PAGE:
Ethical eating

A wave of vegans and green bank accounts have washed across America. The constant panic of using or consuming unethical products has dramatically increased over the last decade.

Famous sign in Oregon | Photo Courtesy of Lonely Planet

 The capital of ethical consumption, also known as moral purchasing, happens to be Portland, OR with its infamous “keep Portland weird” slogan. While it might be a common lifestyle in the city, the trend is being noticed all over the country.

Enter any restaurant, and the menu will ensure how well their cows are fed and where their grass was grown.  This information is not enough for some, however.

“I need to know if the cow was loved, had a caring home, and knew where they were ending up [in my stomach],” Stanley Ethicson said.  

In contrast, the more extreme followers of ethical consumption have a different perspective. A common argument is how all the water spent on growing produce and animals could be given to people in need. The solution? Only consuming air and dust.

Healthy and delicious bowl of sand | Photo Courtesy of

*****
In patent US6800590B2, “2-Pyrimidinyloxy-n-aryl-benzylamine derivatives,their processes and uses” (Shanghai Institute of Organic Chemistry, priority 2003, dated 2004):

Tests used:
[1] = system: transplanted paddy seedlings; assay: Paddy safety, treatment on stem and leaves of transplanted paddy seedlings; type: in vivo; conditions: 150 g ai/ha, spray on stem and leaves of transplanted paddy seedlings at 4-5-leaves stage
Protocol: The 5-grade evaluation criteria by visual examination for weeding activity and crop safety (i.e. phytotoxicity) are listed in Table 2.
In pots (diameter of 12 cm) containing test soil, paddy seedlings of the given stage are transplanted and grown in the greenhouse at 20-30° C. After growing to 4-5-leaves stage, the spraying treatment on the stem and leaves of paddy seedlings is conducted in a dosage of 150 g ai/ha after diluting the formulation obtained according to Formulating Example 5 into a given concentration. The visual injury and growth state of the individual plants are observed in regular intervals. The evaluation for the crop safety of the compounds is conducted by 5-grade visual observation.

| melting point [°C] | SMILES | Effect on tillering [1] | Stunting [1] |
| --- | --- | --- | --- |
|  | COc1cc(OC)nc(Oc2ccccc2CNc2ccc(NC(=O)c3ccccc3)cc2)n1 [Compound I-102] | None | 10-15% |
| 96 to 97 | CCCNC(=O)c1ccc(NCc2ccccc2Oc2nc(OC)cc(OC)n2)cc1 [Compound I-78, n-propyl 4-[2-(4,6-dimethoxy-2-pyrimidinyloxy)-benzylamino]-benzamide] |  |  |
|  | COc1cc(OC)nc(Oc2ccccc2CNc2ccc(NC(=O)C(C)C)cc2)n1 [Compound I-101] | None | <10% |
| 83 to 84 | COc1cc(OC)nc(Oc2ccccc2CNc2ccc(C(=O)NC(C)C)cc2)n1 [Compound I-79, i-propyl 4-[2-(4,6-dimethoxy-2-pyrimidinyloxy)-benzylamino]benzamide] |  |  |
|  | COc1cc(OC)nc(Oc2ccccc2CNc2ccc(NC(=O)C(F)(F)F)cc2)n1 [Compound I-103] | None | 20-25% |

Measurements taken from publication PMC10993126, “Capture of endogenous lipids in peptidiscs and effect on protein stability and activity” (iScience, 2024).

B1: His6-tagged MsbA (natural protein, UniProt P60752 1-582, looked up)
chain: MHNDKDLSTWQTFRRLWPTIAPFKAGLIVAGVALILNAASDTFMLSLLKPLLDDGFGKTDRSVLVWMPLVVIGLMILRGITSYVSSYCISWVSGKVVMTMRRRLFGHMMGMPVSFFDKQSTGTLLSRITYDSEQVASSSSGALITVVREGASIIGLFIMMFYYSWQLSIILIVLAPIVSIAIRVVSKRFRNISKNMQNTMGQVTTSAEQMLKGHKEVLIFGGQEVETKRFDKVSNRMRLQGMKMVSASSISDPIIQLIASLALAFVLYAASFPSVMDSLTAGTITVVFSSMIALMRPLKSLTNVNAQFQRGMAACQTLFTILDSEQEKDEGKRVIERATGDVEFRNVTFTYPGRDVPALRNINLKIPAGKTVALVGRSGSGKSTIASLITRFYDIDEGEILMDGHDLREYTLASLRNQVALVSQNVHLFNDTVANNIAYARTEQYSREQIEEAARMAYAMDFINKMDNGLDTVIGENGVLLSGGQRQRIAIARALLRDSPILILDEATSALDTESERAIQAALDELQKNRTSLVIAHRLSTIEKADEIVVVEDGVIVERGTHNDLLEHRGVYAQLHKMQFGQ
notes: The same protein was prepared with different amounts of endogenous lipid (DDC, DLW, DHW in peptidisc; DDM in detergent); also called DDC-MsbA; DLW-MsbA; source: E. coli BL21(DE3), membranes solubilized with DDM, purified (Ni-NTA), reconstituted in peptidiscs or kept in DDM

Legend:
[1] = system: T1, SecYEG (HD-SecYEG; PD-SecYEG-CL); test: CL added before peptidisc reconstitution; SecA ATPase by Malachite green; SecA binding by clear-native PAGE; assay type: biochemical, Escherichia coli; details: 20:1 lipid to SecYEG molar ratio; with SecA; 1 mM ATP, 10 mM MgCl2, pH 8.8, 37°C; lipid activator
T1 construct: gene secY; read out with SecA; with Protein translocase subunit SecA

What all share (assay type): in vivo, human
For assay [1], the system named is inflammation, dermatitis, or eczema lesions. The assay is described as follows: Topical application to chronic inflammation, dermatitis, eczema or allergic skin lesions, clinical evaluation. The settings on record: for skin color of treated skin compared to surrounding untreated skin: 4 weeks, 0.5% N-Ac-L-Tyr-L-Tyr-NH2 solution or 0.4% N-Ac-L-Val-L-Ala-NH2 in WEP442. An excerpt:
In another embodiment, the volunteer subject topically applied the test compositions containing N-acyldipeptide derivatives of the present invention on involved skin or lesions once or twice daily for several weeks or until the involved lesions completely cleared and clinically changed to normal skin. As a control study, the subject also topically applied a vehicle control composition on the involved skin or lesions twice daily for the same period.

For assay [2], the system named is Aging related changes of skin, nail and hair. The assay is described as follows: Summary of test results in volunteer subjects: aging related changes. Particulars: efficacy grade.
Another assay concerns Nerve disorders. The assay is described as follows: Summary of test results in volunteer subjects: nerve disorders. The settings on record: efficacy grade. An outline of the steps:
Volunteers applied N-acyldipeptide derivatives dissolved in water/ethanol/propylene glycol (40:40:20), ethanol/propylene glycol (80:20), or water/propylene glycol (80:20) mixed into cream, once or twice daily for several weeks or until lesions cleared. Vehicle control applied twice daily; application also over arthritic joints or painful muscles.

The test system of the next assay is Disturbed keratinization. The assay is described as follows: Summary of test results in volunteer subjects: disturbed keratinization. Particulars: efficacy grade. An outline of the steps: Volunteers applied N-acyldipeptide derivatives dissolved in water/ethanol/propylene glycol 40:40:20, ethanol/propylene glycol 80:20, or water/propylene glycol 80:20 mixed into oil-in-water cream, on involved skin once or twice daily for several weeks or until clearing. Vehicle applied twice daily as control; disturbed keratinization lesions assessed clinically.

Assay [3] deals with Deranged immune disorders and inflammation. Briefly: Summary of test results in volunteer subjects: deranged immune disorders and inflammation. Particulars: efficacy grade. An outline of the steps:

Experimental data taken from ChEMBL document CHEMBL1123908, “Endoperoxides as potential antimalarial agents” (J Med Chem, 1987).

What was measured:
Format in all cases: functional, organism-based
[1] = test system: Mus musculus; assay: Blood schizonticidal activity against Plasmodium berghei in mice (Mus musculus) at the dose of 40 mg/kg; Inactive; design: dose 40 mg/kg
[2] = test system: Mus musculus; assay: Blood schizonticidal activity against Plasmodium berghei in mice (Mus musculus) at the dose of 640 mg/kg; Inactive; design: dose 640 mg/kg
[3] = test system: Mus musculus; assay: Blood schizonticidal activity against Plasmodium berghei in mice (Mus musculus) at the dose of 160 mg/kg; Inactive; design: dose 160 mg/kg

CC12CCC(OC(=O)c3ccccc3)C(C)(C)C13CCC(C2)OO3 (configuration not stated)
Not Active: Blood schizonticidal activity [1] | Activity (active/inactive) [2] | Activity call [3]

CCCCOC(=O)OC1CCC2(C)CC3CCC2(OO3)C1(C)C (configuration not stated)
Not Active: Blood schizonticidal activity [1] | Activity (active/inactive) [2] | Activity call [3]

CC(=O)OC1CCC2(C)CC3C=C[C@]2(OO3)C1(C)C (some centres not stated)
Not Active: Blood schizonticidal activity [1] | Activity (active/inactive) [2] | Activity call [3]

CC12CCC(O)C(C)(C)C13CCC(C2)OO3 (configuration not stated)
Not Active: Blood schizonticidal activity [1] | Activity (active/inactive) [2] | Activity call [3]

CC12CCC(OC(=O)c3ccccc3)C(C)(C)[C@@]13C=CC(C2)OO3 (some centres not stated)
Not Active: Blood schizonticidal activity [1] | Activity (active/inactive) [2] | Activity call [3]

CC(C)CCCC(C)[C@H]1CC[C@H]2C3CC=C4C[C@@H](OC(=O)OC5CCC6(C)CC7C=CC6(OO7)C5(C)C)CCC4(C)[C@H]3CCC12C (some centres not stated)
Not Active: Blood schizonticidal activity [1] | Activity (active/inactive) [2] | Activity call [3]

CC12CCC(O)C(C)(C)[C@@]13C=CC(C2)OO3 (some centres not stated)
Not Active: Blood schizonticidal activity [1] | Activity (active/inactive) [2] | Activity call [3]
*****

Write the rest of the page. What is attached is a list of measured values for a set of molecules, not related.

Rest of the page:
“The other day I saw a pair of Birkenstocks and I was sick to my stomach. Can’t people understand the damage it does? Every morning, I have a bowl of dust that fills me and doesn’t hurt anyone, it just seems like the obvious way to go,” Lydia Whysers said.

Dust, sand, or air all replace conventional meals with nutrition, and plus there are so many options when following the moral-based diet. Although this ethical lifestyle is saving tons of water, it is resulting in early death, a small side effect of living a guilt-free life.  

Regardless of how one chooses to go about ethical consumption, the end result is the same for everyone: death.

Written by Leyana Nabi

Leyana Nabi is a junior and the sunburn editor for the MC Sun. She's always down for a good laugh and is an avid fan of the Mamma Mia movies.

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